Our goal is to give you the most up-to-date and accurate information about your state’s unemployment rules. The date you see here reflects the most recent time we’ve verified this information with your state’s department.
If the Alaska Department of Labor’s Unemployment Insurance division denies your claim for benefits, you have the right to appeal their decision for any reason. You’ll have a limited amount of time in which to file an appeal with the division’s Appeals Unit. If you file a timely appeal, you’ll receive an administrative hearing before a judge called a Hearing Officer (HO). The hearing may be held by telephone or in person. You’ll be able to use witnesses and evidence to make the argument that you should receive benefits.
You’ll receive a notice from the DOL that your claim is denied. The notice will provide instructions on how to file the appeal. You will have 30 days from the mailing date on that notice in which to file the appeal. File ASAP. If you do not file a timely appeal, you may lose your right to appeal. You may have to show that circumstances beyond your control caused you to file late.
How to File an Unemployment Appeal in Alaska
Your appeal must be in writing. You may mail, fax or email your request for the appeal. Your request should include:
- Your name and current contact information
- Date and determination number of the decision you are appealing
- A brief statement of the reason for the appeal
The contact information for the Appeals Unit follows. This is where you should request your appeal. You may also file by telephone at the toll free number.
Email: [email protected]
Juneau: P.O. Box 115509
JUNEAU, AK 99811-5509
Fax: (907) 465-3374
Toll free: (800) 232-4762
Preparing for the Hearing
Within 10 days, the Appeals Unit should mail a Notice of Hearing or Notice of Telephone Hearing to you. This notice will include instructions on what to do next, as well as the date, time and/or place of the hearing.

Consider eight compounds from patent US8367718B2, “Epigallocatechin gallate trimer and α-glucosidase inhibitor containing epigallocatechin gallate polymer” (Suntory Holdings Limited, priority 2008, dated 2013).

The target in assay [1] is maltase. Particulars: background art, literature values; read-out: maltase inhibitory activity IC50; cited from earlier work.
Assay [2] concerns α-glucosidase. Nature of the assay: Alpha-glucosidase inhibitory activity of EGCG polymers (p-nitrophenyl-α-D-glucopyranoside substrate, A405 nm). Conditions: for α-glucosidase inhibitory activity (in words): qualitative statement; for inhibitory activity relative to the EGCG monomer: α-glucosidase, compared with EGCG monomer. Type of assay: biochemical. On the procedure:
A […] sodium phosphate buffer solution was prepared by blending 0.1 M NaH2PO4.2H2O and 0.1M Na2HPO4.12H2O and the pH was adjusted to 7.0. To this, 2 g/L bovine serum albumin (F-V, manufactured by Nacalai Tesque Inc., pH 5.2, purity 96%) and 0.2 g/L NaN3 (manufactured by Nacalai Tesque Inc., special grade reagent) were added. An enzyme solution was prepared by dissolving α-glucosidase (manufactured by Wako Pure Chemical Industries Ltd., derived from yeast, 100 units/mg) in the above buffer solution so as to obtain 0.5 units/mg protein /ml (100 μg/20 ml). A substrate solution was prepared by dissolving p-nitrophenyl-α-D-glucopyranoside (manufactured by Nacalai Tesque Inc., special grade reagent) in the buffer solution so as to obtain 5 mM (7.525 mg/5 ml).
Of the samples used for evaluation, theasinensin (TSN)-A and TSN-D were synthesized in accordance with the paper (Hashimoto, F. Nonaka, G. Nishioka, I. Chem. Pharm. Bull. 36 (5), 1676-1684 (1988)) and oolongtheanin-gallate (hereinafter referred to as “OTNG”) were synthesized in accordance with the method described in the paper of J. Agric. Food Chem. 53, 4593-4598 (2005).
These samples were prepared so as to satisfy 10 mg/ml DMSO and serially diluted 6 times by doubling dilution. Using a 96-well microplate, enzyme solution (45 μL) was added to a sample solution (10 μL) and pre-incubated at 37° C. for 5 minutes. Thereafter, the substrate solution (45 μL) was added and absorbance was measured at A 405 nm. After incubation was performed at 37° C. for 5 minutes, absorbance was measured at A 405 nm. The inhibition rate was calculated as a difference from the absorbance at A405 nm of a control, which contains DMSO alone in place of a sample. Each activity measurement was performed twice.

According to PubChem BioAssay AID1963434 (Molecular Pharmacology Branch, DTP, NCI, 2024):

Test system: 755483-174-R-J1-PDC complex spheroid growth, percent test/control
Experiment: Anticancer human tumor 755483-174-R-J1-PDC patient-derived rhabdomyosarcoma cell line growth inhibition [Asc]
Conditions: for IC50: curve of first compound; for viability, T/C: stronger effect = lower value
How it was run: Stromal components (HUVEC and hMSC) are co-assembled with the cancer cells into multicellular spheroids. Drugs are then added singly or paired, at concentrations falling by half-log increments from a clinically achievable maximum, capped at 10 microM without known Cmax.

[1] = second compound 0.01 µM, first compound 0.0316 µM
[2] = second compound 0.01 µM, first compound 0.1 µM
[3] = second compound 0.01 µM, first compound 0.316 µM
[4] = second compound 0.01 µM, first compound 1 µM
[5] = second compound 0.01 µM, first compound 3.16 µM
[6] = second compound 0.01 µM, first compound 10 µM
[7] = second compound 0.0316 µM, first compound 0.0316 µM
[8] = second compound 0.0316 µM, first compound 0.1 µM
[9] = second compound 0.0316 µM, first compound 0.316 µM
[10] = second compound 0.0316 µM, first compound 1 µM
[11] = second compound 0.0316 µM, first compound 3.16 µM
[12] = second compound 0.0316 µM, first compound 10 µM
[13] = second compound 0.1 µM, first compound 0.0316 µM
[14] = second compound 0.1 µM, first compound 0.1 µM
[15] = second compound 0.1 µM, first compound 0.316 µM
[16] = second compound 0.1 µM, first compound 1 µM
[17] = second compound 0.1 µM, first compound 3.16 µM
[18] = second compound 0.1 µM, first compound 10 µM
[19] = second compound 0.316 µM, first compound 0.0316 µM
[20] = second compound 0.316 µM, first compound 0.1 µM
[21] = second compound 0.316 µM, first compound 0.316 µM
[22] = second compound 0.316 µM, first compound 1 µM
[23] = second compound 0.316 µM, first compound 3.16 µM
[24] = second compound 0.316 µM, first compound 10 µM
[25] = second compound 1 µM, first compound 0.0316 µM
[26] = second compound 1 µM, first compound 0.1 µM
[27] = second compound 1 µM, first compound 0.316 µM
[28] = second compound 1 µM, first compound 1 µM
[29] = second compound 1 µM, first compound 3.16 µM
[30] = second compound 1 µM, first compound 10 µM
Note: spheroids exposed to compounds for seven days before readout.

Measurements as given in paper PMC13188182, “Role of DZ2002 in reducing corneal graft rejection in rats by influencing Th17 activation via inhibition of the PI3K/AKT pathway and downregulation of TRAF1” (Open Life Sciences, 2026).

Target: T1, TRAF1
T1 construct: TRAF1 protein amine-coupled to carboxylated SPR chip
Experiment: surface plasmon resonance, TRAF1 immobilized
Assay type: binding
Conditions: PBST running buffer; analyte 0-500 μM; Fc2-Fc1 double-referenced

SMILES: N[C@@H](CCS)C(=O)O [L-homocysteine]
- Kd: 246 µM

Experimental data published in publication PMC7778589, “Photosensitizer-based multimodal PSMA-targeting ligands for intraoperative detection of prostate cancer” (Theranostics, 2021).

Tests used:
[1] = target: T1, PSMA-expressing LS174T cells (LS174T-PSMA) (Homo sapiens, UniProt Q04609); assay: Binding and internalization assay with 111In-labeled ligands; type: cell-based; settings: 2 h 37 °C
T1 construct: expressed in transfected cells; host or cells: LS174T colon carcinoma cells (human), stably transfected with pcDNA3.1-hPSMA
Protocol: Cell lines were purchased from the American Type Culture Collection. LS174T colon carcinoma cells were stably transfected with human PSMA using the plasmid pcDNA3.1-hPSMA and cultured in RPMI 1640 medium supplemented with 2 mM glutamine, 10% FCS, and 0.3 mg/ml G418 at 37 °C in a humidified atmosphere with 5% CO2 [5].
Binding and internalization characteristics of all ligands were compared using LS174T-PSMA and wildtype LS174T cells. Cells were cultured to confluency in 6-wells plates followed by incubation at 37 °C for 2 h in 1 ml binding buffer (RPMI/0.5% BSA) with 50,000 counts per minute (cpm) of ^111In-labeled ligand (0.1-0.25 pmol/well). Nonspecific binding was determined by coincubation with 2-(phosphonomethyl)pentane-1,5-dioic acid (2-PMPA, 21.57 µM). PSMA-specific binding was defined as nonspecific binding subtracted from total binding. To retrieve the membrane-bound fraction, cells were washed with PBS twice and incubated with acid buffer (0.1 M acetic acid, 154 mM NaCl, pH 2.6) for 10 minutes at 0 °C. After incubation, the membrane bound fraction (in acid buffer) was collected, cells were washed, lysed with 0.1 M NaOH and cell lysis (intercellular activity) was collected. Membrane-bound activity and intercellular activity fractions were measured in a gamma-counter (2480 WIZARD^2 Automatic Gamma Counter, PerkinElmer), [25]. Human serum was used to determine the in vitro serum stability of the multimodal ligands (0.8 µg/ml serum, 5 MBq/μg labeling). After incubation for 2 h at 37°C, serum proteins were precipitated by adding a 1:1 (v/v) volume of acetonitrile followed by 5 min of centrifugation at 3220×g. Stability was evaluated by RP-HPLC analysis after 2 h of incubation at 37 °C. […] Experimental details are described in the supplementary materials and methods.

Make a note of the date and time of the hearing. If you have a scheduling conflict, you will probably have to change your schedule around the hearing date. The hearing officer is unlikely to reschedule the hearing unless you can show a substantial and compelling reason why. If you believe you must reschedule the hearing, contact the Appeals Unit ASAP.
If you will need special accommodations, such as disability assistance or a language translator, notify the Appeals Unit. The unit will provide these things for you. You may not use a personal language translator in the hearing.
You will be able to exercise rights during the hearing. You will have the right to representation, to present witness testimony and evidence. Preparing to exercise these rights and developing a logical, fact-based argument are the key to prevailing at the hearing.
In most cases, your former employer will receive notice of the hearing as well, especially if the issue is whether you quit without good cause or were discharged for misconduct. The employer will have the same rights as you during the hearing.
You may have an attorney represent you at the hearing or a designated agent or friend. Many represent themselves at hearings without difficulty. If you plan to hire a lawyer, you should notify the appeals division as soon as possible. Attorneys have specific rules to follow.
Whomever you chose to represent you, you must provide contact information for that person if they are not an attorney.
If you want to have someone testify at the hearing, they should be prepared to testify as to the facts regarding your separation from work (if that is the issue of your appeal). They should have first-hand knowledge about what happened. Character witnesses do not usually provide helpful testimony unless your character is at issue.
You may present relevant documents that can help prove your case. You can present paperwork regularly produced in the course of business, like time sheets or notices from your supervisor. Other written evidence should be presented if you can have the person who created the document present at the hearing.